By Amy Kennard
If you suffer from chronic pain, you know how much it affects your day-to-day life, restricting certain activities or making them virtually impossible. It can also affect your mental health when you can no longer do the things you enjoy.
According to the Centers for Disease Control and Prevention (CDC), one in five Americans, or about 50 million people, suffers from chronic pain. Of those, about 19.6 million say the pain interferes with their daily lives.
But there is hope. A growing medical specialty called interventional pain management medicine utilizes a variety of therapies and treatments to help relieve or reduce chronic pain.
Touched by Chronic Pain
Dr. Paul Naour and Dr. Jason Michaels are interventional pain management specialists at McLean County Orthopedics (MCO). Like many others in this field, they began their careers as anesthesiologists. But Dr. Naour’s interest in chronic pain started much earlier. “I had a personal experience with a debilitating athletic injury in high school. It wasn’t until I received an epidural steroid injection and started physical therapy that I was able to get some relief. I even wrote a high school term paper titled ‘The Enigma of Chronic Pain.’”
Epidural steroid injections are the most common procedures performed by the pain medicine specialists at MCO. Typically performed in the clinic using X-ray guidance, the physician will inject steroid medication around an inflamed nerve. These injections are most commonly delivered to the low and mid back or neck, and help with pain related to sciatica, herniated discs, slipped vertebrae, joint cysts, and more. “The procedure is performed with sedation or local anesthesia right in our office and takes only minutes,” Dr. Naour explained.
Other treatments for chronic pain include:
Radiofrequency Nerve Ablation
Radiofrequency nerve ablation, also known as RFA, is a technique that uses needles to apply heat around small sensory nerves in order to prevent the ongoing transmission of that pain signal. This procedure is commonly used for arthritic pain involving the neck, low back, or knees. “RFA can provide pain relief for six to 18 months until the sensory nerve slowly grows back,” said Dr. Naour, “then the procedure can be repeated as needed.”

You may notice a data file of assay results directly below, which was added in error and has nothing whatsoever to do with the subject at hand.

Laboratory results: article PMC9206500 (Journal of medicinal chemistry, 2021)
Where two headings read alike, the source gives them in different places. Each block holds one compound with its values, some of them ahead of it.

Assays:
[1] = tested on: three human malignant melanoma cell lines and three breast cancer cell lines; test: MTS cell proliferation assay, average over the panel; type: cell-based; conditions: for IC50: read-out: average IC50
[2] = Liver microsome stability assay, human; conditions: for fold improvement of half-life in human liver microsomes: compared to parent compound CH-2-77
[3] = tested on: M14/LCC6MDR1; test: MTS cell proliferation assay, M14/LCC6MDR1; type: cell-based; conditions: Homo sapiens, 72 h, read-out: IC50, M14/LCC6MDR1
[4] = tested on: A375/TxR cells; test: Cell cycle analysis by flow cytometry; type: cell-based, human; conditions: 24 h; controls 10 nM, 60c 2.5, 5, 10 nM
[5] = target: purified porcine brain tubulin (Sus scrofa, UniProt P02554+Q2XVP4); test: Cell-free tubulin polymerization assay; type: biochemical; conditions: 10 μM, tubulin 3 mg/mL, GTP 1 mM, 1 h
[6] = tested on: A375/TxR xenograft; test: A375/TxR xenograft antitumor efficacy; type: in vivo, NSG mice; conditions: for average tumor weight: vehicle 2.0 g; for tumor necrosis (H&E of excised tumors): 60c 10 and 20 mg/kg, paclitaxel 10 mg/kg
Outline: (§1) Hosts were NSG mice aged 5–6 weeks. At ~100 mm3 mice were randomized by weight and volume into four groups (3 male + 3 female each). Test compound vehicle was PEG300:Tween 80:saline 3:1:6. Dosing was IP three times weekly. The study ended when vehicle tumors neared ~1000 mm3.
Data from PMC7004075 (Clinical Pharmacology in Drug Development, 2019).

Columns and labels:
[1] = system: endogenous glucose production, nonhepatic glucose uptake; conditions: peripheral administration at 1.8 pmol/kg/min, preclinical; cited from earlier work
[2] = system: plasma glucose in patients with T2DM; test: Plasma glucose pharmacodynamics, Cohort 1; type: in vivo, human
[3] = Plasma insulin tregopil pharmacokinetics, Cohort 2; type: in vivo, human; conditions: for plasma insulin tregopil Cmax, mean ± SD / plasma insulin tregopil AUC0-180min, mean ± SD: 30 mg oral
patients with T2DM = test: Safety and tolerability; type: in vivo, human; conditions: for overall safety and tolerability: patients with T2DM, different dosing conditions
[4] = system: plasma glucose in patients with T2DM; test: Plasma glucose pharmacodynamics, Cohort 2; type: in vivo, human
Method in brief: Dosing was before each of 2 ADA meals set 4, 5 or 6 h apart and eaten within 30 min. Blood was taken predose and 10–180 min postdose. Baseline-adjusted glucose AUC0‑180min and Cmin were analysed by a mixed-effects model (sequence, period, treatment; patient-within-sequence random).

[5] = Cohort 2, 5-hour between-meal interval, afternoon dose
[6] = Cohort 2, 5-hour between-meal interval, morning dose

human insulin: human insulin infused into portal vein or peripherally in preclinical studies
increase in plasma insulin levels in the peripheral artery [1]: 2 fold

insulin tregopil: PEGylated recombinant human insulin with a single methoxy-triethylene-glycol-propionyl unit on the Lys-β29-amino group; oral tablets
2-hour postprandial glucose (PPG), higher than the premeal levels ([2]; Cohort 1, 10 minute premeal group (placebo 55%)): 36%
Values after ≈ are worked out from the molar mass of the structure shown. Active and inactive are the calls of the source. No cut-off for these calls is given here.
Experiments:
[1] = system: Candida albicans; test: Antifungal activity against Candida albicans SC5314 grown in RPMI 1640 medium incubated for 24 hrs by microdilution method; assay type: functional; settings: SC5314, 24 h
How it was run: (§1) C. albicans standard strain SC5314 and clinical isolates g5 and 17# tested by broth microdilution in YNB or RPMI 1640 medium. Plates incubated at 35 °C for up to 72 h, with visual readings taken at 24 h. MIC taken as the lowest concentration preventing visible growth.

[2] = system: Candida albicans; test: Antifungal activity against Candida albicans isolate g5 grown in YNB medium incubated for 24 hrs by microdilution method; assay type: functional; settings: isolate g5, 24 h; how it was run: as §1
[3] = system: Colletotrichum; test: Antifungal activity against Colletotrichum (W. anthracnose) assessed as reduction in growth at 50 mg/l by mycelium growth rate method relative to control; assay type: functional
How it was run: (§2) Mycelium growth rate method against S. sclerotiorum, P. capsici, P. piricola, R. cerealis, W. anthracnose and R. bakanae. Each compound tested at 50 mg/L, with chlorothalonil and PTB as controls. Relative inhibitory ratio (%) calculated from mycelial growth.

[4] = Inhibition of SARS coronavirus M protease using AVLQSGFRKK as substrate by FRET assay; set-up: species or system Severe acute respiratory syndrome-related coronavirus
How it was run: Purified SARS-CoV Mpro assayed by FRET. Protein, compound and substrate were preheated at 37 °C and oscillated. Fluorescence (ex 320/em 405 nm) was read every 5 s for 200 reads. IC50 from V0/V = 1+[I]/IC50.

Ultrasound-guided procedures are regularly performed at MCO for pain involving joints, bursa, muscles, and peripheral nerves. “The major advantage of using ultrasound-guidance is that it allows extremely specific placement of medication around the painful source, while avoiding other structures that may be in close proximity to the affected area, such as blood vessels,” explained Dr. Naour.
Spinal Cord Stimulation
Spinal cord stimulation is helpful for patients who have not experienced significant improvement with back surgery or are no longer experiencing lasting benefit from injections. It involves placing a small device within the epidural space that provides electrical pulses to the spinal cord, masking pain signals.
A compression fracture is essentially a collapse of a bony segment in the spine, which can cause severe pain and sometimes lead to a hunched over posture. In a procedure called kyphoplasty, a special cement is placed in the vertebrae to stabilize the bone, restore vertebrae height, and hopefully significantly reduce pain.
For patients with chronic migraines, BOTOX® injections can provide some relief. The physician injects a tiny needle around the head and neck, where chronic migraines normally occur, to prevent them before they start. The procedure takes about 15 minutes and are usually repeated every 12 weeks or so.
Helping People Stay More Active, Longer
The success of interventional pain management doesn’t lie solely with the treatments like the ones mentioned above. “By involving physicians, physical therapy, and even pain psychology, we provide a multi-disciplinary approach to patient care in the most efficient way possible—all right here on site,” explained Naour. “I really believe we have the best musculoskeletal care in the area because we have such a wide range of specialists. We meet with each other on an ongoing basis to collaborate on cases in order to provide the patients the comprehensive care they need to manage pain.”
Dr. Naour foresees the field of interventional pain management growing in the years to come. “Sixty is now the new 30,” he explained. “People want to live better and be more functional longer. For instance, the trajectory for knee replacements in the next 20 years is skyrocketing. People need to take responsibility for their own healthy lifestyles, and there is a lot on the horizon as we continue to develop new and better methods to manage pain and help keep people active.”
McClean County Orthopedics (MCO) is a multi-physician specialty practice located in Bloomington, Illinois. Dr. Jason Michaels and Dr. Paul Naour are both interventional pain management specialists and anesthesiologists who work with other MCO physicians, therapists, and staff to provide patients with comprehensive treatment options for their chronic pain. They are located at 1111 Trinity Lane, Suite 111, Bloomington, IL. Learn more by visiting their website at mcleancountyortho.com or by calling (309) 663-6461.